Predator-Odor Analgesia in Deer Mice: Neuromodulatory Mechanisms and Sex Differences

  • Martin Kavaliers
  • Duncan Innes
  • Klaus-Peter Ossenkopp


Animals respond to the threat of predation with a number of defensive behaviors, including: flight, immobilization or ‘freezing’, risk assessment, increased wariness and the suppression of non-defensive behaviors (Blanchard et al. 1990). It has become evident that a reduction in nociceptive and pain sensitivity (antinociception or analgesia, respectively) is a also a major correlate of predator exposure. Activation of endogenous analgesic mechanisms has been demonstrated in laboratory mice and rats exposed to a cat (Lester and Fanselow, 1985; Lichtman and Fanselow, 1990; Kavaliers and Colwell, 1991, 1992), deer mice and white-footed mice exposed to a weasel (Kavaliers, 1988, 1990), and laboratory mice exposed to the calls of avian predators (Hendrie, 1991). There is mounting evidence that these analgesic responses are an important component of an animal’s defense repertoire. Defensive systems that are activated by either innate or learned danger stimuli, such as that of predators, may inhibit nociceptive and pain sensivitity (i.e. induce analgesia) associated with either the perception of, defense against, and/or recuperatio;l from the danger stimuli (Bolles and Fanselow, 1980). As such, analgesia is advantageous in predator exposure, in which responding to noxious stimulation might compete with and/or disrupt effective defensive behaviors.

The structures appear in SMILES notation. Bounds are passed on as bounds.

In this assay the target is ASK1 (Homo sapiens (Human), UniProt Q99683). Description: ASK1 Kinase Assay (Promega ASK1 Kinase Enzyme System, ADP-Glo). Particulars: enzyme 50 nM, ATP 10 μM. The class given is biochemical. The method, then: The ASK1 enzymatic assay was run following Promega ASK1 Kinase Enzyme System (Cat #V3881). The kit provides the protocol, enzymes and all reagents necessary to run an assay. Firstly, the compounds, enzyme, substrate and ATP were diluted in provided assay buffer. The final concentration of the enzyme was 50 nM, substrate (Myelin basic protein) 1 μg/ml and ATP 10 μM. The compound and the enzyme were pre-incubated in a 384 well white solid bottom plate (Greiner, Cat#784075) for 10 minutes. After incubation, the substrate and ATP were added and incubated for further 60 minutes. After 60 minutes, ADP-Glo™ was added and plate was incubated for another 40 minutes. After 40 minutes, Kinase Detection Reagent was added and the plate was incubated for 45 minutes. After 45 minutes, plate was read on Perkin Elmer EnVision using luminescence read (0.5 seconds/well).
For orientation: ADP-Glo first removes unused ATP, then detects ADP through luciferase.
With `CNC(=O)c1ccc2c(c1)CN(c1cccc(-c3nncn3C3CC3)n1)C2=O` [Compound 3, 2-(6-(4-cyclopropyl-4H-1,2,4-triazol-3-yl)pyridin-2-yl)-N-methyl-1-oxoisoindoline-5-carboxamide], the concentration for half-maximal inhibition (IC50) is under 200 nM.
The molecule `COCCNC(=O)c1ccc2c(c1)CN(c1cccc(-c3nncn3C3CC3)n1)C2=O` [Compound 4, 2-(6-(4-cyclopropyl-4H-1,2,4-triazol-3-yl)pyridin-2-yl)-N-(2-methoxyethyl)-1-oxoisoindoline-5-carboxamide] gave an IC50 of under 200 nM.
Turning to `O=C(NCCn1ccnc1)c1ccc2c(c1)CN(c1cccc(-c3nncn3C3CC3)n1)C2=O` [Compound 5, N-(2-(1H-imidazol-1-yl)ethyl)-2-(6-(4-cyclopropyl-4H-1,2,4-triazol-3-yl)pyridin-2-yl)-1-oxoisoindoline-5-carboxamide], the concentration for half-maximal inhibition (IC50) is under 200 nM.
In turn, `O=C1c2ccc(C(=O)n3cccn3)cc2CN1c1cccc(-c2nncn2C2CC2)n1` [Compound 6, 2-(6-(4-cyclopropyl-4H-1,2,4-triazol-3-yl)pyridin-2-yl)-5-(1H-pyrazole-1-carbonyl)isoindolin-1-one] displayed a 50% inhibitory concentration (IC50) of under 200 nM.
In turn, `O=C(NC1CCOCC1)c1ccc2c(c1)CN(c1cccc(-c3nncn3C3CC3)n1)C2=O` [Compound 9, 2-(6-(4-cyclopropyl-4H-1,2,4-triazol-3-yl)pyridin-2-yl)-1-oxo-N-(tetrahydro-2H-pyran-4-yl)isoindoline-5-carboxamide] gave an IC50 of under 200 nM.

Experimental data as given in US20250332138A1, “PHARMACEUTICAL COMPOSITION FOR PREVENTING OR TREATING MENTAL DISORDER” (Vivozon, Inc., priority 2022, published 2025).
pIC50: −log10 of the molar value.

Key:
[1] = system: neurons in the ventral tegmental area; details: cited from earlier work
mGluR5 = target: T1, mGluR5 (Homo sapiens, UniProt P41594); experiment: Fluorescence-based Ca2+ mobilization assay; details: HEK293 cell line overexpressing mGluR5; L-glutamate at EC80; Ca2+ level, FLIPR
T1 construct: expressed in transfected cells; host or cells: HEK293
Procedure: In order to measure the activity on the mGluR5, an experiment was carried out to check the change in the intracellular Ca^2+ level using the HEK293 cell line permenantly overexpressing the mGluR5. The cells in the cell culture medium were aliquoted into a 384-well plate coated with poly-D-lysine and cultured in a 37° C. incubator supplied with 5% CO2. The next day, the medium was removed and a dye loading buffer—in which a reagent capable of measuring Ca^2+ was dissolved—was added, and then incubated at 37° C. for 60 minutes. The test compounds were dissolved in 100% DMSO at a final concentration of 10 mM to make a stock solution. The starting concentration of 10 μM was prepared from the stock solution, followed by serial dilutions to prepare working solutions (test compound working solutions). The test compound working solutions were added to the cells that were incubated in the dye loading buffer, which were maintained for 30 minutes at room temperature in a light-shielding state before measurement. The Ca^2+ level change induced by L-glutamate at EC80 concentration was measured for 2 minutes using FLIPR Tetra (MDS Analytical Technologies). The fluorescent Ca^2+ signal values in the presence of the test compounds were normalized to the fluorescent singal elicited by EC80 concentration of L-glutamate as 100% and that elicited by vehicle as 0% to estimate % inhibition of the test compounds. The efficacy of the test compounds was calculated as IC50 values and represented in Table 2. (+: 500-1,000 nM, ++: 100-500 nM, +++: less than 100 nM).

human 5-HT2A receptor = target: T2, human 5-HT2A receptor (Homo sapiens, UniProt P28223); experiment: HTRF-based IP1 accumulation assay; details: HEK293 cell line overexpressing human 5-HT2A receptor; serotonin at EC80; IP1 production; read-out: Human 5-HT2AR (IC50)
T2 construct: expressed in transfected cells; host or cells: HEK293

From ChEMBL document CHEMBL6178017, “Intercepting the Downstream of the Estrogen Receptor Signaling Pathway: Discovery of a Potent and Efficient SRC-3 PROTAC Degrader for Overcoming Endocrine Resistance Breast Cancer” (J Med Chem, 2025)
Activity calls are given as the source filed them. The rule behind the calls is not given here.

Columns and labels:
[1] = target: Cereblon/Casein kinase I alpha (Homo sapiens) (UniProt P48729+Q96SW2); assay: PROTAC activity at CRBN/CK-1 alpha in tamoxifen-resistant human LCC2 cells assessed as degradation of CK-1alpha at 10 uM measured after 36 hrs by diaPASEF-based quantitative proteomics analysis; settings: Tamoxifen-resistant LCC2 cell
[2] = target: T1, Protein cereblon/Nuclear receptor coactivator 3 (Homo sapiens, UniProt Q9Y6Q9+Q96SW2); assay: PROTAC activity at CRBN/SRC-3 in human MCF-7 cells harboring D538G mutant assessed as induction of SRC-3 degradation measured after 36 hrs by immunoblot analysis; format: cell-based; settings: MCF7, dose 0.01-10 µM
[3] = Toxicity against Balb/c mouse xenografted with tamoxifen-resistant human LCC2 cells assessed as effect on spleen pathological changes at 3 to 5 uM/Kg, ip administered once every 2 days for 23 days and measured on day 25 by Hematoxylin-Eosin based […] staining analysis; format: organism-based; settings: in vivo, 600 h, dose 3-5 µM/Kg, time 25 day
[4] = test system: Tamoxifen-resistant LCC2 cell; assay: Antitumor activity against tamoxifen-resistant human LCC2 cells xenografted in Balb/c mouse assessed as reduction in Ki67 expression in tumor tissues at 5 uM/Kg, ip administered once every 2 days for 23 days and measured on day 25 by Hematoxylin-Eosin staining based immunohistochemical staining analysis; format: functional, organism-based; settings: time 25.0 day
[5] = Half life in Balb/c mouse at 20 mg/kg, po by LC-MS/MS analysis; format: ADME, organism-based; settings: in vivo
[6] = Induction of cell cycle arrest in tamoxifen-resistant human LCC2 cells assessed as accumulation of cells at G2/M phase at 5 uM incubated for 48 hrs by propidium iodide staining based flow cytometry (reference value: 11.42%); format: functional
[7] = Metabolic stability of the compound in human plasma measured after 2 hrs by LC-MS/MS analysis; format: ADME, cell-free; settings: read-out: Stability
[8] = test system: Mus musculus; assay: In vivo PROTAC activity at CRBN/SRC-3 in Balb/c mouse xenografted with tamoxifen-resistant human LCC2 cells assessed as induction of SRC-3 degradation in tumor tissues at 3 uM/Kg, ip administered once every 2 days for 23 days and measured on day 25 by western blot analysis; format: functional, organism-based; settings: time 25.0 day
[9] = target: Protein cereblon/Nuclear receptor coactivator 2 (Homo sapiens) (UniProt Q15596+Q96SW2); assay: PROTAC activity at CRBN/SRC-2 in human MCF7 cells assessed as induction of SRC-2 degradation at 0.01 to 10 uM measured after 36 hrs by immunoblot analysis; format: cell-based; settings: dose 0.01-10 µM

Defensive Behavior Deer Mouse Nociceptive Response Opiate Antagonist Analgesic Response 
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Copyright information

© Springer Science+Business Media New York 1992

Authors and Affiliations

  • Martin Kavaliers
    • 1
  • Duncan Innes
    • 1
  • Klaus-Peter Ossenkopp
    • 1
  1. 1.Division of Oral Biology, Faculty of Dentistry and Department of PsychologyUniversity of Western OntarioLondonCanada

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